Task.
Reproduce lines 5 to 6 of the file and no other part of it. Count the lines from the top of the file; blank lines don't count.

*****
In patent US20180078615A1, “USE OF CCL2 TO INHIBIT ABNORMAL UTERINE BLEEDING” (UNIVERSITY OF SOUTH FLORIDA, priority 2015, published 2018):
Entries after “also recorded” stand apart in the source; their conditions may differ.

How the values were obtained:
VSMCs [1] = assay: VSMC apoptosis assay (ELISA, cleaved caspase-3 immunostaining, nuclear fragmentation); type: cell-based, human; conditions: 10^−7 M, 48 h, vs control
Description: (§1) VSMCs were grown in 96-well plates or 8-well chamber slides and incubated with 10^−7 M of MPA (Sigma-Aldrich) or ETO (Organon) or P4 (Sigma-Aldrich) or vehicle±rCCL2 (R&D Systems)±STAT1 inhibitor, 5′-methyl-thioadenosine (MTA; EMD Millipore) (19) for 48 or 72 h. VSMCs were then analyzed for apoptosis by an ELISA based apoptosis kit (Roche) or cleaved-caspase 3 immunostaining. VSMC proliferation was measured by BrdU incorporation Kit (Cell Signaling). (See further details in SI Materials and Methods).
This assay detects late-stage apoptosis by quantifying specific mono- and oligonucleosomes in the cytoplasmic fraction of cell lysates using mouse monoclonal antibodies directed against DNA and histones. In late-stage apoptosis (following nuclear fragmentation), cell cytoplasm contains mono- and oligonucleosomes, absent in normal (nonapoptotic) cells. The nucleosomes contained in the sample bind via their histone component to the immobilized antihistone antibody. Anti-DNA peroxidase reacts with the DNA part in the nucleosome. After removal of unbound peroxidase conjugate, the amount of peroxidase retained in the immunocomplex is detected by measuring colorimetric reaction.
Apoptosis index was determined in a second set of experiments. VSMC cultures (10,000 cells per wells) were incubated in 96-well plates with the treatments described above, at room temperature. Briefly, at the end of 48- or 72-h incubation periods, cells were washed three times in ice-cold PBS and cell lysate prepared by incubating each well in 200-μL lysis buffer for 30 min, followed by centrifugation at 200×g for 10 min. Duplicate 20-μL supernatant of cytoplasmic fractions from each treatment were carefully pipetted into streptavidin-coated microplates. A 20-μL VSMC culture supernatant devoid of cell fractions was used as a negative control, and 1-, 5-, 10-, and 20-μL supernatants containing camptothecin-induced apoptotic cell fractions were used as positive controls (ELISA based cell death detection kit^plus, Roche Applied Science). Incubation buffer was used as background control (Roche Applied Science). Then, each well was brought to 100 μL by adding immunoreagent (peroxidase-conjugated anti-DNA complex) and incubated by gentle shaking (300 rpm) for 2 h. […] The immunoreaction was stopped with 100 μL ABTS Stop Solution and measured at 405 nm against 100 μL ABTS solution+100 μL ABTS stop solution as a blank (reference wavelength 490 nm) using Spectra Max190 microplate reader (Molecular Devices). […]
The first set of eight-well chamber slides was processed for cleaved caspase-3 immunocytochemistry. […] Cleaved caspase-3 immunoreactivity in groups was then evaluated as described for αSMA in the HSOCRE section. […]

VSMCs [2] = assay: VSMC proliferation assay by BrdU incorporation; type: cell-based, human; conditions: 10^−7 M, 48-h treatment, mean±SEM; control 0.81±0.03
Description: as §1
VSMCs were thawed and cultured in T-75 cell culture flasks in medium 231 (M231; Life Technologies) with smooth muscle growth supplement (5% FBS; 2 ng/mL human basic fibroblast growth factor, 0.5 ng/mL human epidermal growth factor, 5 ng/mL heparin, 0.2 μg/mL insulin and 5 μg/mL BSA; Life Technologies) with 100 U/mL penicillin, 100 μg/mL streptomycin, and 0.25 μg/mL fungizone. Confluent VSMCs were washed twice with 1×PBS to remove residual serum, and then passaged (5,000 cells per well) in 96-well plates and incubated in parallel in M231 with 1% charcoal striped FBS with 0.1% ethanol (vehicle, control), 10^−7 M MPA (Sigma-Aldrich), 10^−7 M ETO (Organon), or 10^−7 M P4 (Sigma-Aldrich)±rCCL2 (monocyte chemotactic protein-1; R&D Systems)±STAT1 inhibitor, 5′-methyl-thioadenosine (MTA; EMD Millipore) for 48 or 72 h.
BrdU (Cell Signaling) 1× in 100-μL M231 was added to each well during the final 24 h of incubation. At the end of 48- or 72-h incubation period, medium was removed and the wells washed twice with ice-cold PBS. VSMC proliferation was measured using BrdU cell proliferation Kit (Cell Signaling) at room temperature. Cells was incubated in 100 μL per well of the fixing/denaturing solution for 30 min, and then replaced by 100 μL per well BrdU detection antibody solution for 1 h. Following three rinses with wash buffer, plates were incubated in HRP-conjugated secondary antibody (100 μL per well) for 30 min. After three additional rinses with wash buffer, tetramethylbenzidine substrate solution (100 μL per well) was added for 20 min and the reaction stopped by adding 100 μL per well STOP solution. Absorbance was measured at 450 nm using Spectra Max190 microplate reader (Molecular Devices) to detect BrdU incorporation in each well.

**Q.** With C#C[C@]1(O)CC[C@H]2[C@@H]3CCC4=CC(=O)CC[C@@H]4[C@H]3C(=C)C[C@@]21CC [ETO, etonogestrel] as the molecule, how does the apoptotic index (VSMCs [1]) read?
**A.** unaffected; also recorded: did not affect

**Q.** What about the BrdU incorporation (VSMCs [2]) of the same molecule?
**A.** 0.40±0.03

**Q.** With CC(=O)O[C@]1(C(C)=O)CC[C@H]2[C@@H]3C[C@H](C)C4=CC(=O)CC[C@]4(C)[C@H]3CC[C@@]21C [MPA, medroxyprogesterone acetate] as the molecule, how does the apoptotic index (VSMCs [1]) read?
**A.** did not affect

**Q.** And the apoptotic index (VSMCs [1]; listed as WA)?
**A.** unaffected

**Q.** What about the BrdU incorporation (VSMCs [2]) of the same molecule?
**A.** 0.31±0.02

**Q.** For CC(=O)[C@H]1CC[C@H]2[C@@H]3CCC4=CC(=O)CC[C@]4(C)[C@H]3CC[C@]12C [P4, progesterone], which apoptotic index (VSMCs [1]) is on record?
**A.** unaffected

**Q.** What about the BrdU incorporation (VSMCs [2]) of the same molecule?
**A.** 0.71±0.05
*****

Description: (§1) VSMCs were grown in 96-well plates or 8-well chamber slides and incubated with 10^−7 M of MPA (Sigma-Aldrich) or ETO (Organon) or P4 (Sigma-Aldrich) or vehicle±rCCL2 (R&D Systems)±STAT1 inhibitor, 5′-methyl-thioadenosine (MTA; EMD Millipore) (19) for 48 or 72 h. VSMCs were then analyzed for apoptosis by an ELISA based apoptosis kit (Roche) or cleaved-caspase 3 immunostaining. VSMC proliferation was measured by BrdU incorporation Kit (Cell Signaling). (See further details in SI Materials and Methods).
This assay detects late-stage apoptosis by quantifying specific mono- and oligonucleosomes in the cytoplasmic fraction of cell lysates using mouse monoclonal antibodies directed against DNA and histones. In late-stage apoptosis (following nuclear fragmentation), cell cytoplasm contains mono- and oligonucleosomes, absent in normal (nonapoptotic) cells. The nucleosomes contained in the sample bind via their histone component to the immobilized antihistone antibody. Anti-DNA peroxidase reacts with the DNA part in the nucleosome. After removal of unbound peroxidase conjugate, the amount of peroxidase retained in the immunocomplex is detected by measuring colorimetric reaction.